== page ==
When Jessim’s grandmother worked, she chose corners on the widest streets of the city. The greater the crowd, the more coins would be dropped into her donation basket, and she needed the space.
She walled herself behind a half ring of wooden buckets with wide mouths she could plant two open hands inside. They sat, filled at varying levels with chalk all tinged blue and green and red and yellow under their own whiteness, and never quite managed to look clean. Like painters buckets, they earned their stains and their scuffs and their wrong colors leftover from their last filling. They were never supposed to be pretty, because no one was supposed to examine them any longer than the quick glance to make sure they didn’t trip.
Behind her, or sometimes to one side of her if the breeze was in a different mood that morning, she kept a large tub of water and filled it to the brim.
Then she stretched, and she grinned, and she held her hands open in front of her, palm up.
Ice-white, liquid glow spilled from her palms, bright as flame, and bubbling like smoke. It was warm, and Grandmother would blink a few times to adjust to the heat. It puffed into the air, and then fell in waterfalls around her hands, fast at first, then slow, as if the smoke was slowly turning to cloud, and from cloud to fog, and from fog to haze.
When the first ghost uncurled from the smoke and took a walk across the flat plane of her hands, the crowd would start to slow around her. The ghost was indistinct: just a head and torso, and a swinging movement as it walked that suggested legs. And it was a clever little ghost, because it had no features, but no one doubted what it was.
She made it walk, from one of her thumbs to the other and back, and that was enough for most people to smile appreciatively at the feat of keimon control. Then, on the last step, it hopped, and grew, busting apart into arms and legs and it suddenly stopped it look at itself. The crowd laughed on a moment and clapped. People turned to their neighbors to make sure they’d seen. When a second ghost arrived, trotting up from the fog, the air peeling the outsides away way until a sleek horse wheeled back on two legs, they applauded and pressed closer.
The ghosts were beautiful, and Jessim always tucked his elbows to his sides and shoved his way forward too.
Ghost after ghost walked around Grandmother. They formed out of nothing, then faded into nothing, bright and happy as stars. Two ghosts waltzed. Three more played leap frog over each other. Another jumped onto the horse’s back and climbed to a ghostly moon and they crashed into each other.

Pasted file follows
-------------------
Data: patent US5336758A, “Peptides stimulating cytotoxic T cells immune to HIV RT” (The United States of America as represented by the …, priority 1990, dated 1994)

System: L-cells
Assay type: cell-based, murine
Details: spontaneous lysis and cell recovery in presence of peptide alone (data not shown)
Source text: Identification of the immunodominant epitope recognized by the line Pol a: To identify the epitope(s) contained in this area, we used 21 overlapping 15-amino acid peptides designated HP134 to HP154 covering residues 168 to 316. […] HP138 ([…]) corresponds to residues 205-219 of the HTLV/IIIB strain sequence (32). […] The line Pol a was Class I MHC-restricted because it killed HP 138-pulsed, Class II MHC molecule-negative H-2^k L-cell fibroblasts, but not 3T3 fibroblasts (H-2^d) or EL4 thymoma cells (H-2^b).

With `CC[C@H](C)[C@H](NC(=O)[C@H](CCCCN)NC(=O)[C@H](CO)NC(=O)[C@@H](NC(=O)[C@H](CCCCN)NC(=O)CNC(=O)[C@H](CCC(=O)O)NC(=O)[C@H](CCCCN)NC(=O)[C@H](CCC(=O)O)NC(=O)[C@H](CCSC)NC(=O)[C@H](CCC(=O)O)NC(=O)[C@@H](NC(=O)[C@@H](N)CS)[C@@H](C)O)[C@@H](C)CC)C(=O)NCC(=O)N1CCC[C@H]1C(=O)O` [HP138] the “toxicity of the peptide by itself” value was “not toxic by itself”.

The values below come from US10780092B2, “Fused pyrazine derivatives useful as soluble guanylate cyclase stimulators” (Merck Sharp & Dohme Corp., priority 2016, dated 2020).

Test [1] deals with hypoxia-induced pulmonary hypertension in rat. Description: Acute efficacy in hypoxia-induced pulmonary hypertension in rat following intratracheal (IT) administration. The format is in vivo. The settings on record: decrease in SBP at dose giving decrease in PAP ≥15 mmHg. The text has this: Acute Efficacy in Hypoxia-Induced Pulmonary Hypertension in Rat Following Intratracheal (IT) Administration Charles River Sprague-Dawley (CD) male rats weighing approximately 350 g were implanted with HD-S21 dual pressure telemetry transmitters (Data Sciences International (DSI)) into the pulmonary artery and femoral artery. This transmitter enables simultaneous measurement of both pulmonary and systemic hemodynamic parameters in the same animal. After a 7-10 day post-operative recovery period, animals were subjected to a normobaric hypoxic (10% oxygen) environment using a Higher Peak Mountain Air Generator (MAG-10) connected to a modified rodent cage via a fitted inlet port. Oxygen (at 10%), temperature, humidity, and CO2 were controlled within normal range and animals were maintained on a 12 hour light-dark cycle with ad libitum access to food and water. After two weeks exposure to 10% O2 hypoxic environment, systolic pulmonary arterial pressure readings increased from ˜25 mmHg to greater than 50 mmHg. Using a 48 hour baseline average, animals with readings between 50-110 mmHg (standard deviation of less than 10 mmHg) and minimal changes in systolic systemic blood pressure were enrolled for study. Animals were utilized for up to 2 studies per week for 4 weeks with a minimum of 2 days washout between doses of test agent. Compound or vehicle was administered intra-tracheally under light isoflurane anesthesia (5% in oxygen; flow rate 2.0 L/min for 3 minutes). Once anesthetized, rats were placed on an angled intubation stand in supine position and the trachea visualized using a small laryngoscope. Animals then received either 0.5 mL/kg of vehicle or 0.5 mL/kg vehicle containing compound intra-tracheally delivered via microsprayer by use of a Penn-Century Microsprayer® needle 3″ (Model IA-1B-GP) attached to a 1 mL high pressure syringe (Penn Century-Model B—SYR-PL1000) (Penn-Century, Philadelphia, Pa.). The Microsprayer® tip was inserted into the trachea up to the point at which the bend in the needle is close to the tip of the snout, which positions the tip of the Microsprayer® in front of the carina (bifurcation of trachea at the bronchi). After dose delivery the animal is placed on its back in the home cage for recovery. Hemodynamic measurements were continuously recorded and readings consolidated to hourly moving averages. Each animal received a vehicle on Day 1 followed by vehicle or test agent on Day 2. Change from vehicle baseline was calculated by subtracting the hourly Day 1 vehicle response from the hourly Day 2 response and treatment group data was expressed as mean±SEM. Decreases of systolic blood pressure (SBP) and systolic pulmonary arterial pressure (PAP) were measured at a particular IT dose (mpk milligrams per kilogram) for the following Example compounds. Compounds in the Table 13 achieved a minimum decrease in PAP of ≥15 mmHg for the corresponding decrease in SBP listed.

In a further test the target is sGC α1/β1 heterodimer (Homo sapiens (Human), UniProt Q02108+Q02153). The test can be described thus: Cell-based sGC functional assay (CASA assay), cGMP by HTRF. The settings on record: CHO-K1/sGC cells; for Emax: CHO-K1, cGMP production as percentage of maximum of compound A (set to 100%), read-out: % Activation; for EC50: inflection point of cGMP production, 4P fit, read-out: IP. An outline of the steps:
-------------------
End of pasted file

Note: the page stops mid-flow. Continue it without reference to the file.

After a few minutes, the crowd loosened. Jessim could feel it, like pressure peeling away from his shoulders. One moment, strange gravity leaned them forward, and the next, it suddenly righted itself and landed them all on their feet again.
Grandmother watched for the movement, and then she spun toward her line of buckets. She bent, dug her hands into the chalk. Raising her hands, she sent another horse, so large as to be real, with a magnificent burning blue head and shoulders and slowly faded to white along its sides. It galloped along the ring of buckets.
At the next bucket, she slammed her hands in. The chalk puffed over the edge and the glow around her flared red. She set another horse beside its sister, burning mottled purple, streaked with both red and blue.
Then, dancing between her horses, she set her hands into the tub of water. Her hands hissed, and steam rose in two thin columns.
Then back to the buckets and a red horse trotted out tossing its head.
Grandmother didn’t even see the crowd anymore, but she was grinning madder than before.
The next bucket, and a rich brown horse ran circles around the next, red sliding down its shoulders, green tinging the line of its mane.
Another twisting column of steam at the water bucket, twisted and beautiful as the fire, but standing still while the horses wheeled around its straight post.
Back to the bucket and an emerald green horse flashed between the others. It was a little smaller, the legs made made of finer bone and the shoulders thinner in its youth.
The five of them shook their heads, waved their manes, picked up their hooves, flicked their tails as they ran. They ran together, and they split and spun apart, rose on back legs and kicked at the air. They jumped over each other, and over Grandmother, and over the buckets. Then they ran in the buckets, each of their hooves catching in the colors and flashing instantly in brilliant flushes of fire.
The crowd applauded, yelled, and laughed. Grandmother heard none of it, her eyes darting between the horses, holding the lines of them intact. If Jessim watched closely, he could find the waver in them, the places where the fire frayed and blurred and burned on its own whims. But she saw it faster than he did, and was already smoothing it back down into the sweeping line of a flank, or the sharp point of an ear.
And when she couldn’t hold them together any more, she let go, and they burned into bright nothing, in one last breath-stealing step.
The crowd applauded like they would beat their hands apart.
Grandmother was sweating, was breathing hard, was shaking just a little. And smiling.
She took a bow, came up trying to press her lips flat, and failing. She always found Jessim in the crowd, and nodded to him. It would be his turn soon enough.